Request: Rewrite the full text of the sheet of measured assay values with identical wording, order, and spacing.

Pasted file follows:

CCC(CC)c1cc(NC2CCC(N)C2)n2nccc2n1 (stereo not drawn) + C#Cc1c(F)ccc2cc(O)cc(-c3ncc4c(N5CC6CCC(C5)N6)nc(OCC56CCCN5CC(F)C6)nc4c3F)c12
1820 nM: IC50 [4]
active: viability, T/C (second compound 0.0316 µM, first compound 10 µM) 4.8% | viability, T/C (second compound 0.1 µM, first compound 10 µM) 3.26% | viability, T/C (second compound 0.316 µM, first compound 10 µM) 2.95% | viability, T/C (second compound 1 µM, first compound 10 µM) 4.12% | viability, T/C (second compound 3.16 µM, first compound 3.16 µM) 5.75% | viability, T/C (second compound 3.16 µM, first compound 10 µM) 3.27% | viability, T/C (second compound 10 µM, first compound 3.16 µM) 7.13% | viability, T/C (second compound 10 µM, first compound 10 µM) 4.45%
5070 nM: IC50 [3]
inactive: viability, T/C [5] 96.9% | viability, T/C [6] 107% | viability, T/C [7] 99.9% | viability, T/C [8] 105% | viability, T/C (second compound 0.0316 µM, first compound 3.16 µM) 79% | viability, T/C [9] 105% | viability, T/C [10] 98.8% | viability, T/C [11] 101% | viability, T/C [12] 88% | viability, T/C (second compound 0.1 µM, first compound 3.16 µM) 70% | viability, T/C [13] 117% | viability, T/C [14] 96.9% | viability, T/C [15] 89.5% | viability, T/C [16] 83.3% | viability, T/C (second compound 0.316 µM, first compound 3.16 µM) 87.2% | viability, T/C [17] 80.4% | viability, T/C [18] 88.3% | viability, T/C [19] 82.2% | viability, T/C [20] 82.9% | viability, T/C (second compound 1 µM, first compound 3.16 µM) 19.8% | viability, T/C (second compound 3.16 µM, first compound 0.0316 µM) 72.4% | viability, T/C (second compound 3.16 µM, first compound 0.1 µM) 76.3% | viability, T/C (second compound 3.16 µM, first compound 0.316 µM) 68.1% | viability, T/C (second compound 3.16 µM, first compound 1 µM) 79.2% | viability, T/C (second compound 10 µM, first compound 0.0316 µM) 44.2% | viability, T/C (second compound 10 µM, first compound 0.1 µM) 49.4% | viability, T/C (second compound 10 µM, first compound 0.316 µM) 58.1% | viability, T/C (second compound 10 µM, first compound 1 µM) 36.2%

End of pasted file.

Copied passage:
CCC(CC)c1cc(NC2CCC(N)C2)n2nccc2n1 (stereo not drawn) + C#Cc1c(F)ccc2cc(O)cc(-c3ncc4c(N5CC6CCC(C5)N6)nc(OCC56CCCN5CC(F)C6)nc4c3F)c12
1820 nM: IC50 [4]
active: viability, T/C (second compound 0.0316 µM, first compound 10 µM) 4.8% | viability, T/C (second compound 0.1 µM, first compound 10 µM) 3.26% | viability, T/C (second compound 0.316 µM, first compound 10 µM) 2.95% | viability, T/C (second compound 1 µM, first compound 10 µM) 4.12% | viability, T/C (second compound 3.16 µM, first compound 3.16 µM) 5.75% | viability, T/C (second compound 3.16 µM, first compound 10 µM) 3.27% | viability, T/C (second compound 10 µM, first compound 3.16 µM) 7.13% | viability, T/C (second compound 10 µM, first compound 10 µM) 4.45%
5070 nM: IC50 [3]
inactive: viability, T/C [5] 96.9% | viability, T/C [6] 107% | viability, T/C [7] 99.9% | viability, T/C [8] 105% | viability, T/C (second compound 0.0316 µM, first compound 3.16 µM) 79% | viability, T/C [9] 105% | viability, T/C [10] 98.8% | viability, T/C [11] 101% | viability, T/C [12] 88% | viability, T/C (second compound 0.1 µM, first compound 3.16 µM) 70% | viability, T/C [13] 117% | viability, T/C [14] 96.9% | viability, T/C [15] 89.5% | viability, T/C [16] 83.3% | viability, T/C (second compound 0.316 µM, first compound 3.16 µM) 87.2% | viability, T/C [17] 80.4% | viability, T/C [18] 88.3% | viability, T/C [19] 82.2% | viability, T/C [20] 82.9% | viability, T/C (second compound 1 µM, first compound 3.16 µM) 19.8% | viability, T/C (second compound 3.16 µM, first compound 0.0316 µM) 72.4% | viability, T/C (second compound 3.16 µM, first compound 0.1 µM) 76.3% | viability, T/C (second compound 3.16 µM, first compound 0.316 µM) 68.1% | viability, T/C (second compound 3.16 µM, first compound 1 µM) 79.2% | viability, T/C (second compound 10 µM, first compound 0.0316 µM) 44.2% | viability, T/C (second compound 10 µM, first compound 0.1 µM) 49.4% | viability, T/C (second compound 10 µM, first compound 0.316 µM) 58.1% | viability, T/C (second compound 10 µM, first compound 1 µM) 36.2%